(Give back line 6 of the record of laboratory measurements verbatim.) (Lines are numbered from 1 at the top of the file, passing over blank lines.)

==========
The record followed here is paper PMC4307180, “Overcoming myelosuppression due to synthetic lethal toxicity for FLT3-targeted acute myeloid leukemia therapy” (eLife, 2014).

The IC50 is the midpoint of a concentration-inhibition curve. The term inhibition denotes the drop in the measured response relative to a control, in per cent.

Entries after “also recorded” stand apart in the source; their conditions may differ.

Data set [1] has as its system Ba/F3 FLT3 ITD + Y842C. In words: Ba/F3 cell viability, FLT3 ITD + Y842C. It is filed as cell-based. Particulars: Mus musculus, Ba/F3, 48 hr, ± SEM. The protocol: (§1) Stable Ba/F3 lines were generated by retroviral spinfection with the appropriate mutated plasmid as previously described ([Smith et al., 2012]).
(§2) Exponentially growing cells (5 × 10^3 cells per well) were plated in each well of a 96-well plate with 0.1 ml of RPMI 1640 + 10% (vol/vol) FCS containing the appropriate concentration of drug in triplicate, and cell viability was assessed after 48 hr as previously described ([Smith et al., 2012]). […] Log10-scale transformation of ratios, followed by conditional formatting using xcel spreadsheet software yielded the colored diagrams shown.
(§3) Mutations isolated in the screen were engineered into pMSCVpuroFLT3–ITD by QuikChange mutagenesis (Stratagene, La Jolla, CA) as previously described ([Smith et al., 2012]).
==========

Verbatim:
(§3) Mutations isolated in the screen were engineered into pMSCVpuroFLT3–ITD by QuikChange mutagenesis (Stratagene, La Jolla, CA) as previously described ([Smith et al., 2012]).